# Thread: Vectors Application 3

1. ## Vectors Application 3

Find the length of the median AM in the triangle ABC, for the points A(2,1.5,-4), B (3,-4,2) and C(1,3,-7), then find the distance from A to the centroid of the triangle.

Ok, so this is what I did so far, but I am stuck as to where to go to find the distance from A to the centroid of the triangle, plus my answer for the first part does not seem to be correct with the back.

BC Midpoint=(-2,7,-9)
----------
2
=(-1,7/2,-9/2)

AM=(-3,2,-0.5)
=sqrt (13.5)

that's my answer for part A, above, but the answer in the back says 2.5

For part b, I found the midpoint of each AB, BC, and AC.. but I am not sure how or where to go from here.

2. Hello, skeske1234!

(a) Find the length of the median $AM$ in $\Delta ABC$

with vertices: . $A(2,\tfrac{3}{2},-4),\;B (3,-4,2),\;C(1,3,-7)$
The midpoint is: . $\left(\frac{x_1 {\color{red}+}x_2}{2},\;\frac{y_1 {\color{red}+} y_2}{2},\;\frac{z_1{\color{red}+} z_2}{2}\right)$

$M$, the midpoint of $BC$ is: . $\left(\frac{3+1}{2},\;\frac{\text{-}4+3}{2},\;\frac{2-7}{2}\right) \;=\;\left(2,\;\text{-}\frac{1}{2},\;\text{-}\frac{5}{2}\right)$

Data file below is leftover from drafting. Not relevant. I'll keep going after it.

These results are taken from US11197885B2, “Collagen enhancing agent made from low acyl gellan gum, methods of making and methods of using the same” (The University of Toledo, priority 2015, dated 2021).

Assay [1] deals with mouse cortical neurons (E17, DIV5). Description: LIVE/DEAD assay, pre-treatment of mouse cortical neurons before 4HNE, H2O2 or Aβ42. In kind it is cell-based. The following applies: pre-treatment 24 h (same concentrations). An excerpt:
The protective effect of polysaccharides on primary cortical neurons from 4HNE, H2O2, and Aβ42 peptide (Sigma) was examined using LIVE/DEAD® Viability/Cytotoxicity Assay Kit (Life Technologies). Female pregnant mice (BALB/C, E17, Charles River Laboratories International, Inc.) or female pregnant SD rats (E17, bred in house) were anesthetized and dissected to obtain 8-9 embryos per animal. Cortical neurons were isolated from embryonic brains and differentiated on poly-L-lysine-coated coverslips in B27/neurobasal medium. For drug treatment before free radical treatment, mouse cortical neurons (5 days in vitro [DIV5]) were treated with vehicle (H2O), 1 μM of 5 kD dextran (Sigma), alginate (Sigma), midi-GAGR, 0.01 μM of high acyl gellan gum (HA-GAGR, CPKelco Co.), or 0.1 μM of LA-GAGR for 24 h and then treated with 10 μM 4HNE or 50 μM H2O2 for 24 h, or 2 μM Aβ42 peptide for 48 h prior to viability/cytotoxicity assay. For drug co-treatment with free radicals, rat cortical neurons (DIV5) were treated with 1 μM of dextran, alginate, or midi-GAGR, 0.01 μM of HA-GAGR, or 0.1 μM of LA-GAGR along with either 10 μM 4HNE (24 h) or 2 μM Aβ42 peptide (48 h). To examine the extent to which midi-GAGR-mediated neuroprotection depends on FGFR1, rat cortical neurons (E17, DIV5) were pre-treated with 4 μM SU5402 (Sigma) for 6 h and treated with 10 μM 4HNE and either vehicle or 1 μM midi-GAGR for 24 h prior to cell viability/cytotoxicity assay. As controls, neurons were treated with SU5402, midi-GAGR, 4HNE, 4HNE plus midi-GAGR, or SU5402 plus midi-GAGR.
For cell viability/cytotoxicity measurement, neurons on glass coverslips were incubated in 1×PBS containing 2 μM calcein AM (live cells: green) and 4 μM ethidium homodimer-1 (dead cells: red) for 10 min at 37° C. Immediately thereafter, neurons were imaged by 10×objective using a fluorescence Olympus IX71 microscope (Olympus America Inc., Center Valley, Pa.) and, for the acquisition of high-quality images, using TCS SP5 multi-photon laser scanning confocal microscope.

Then: . $AM \;\;=\;\;\sqrt{(2-2)^2 + \left(\text{-}\frac{1}{2} - \frac{3}{2}\right)^2 + \left(\text{-}\frac{5}{2}+4\right)^2} \;\;=\;\;\sqrt{(0)^2 + (\text{-}2)^2 + \left(\frac{3}{2}\right)^2}$

. . . . . . . . $= \;\;\sqrt{0 + 5 + \frac{9}{4}} \;\;=\;\;\sqrt{\frac{25}{4}} \;\;=\;\;\frac{5}{2}$

(b) Find the distance from $A$ to the centroid of the triangle.

The centroid is $\tfrac{2}{3}$ of the way from $A\left(2,\:\tfrac{3}{2},\:-4\right)$ to $M\left(2,\:-\tfrac{1}{2},\:-\tfrac{5}{2}\right)$

Can you find it?

3. How do you know that the centroid is 2/3 of the way from A to midpoint? Is that the same for all centroids of a triangle in general? so from B to midpoint it would be 2/3 way for centroid, same with C?

4. Originally Posted by skeske1234
How do you know that the centroid is 2/3 of the way from A to midpoint? Is that the same for all centroids of a triangle in general? so from B to midpoint it would be 2/3 way for centroid, same with C?
That is a standard theorem: The medians of a triangle are concurrent and the distance from a vertex to that point is 2/3 of the length of the median
That theorem has an easy but messy proof using vectors.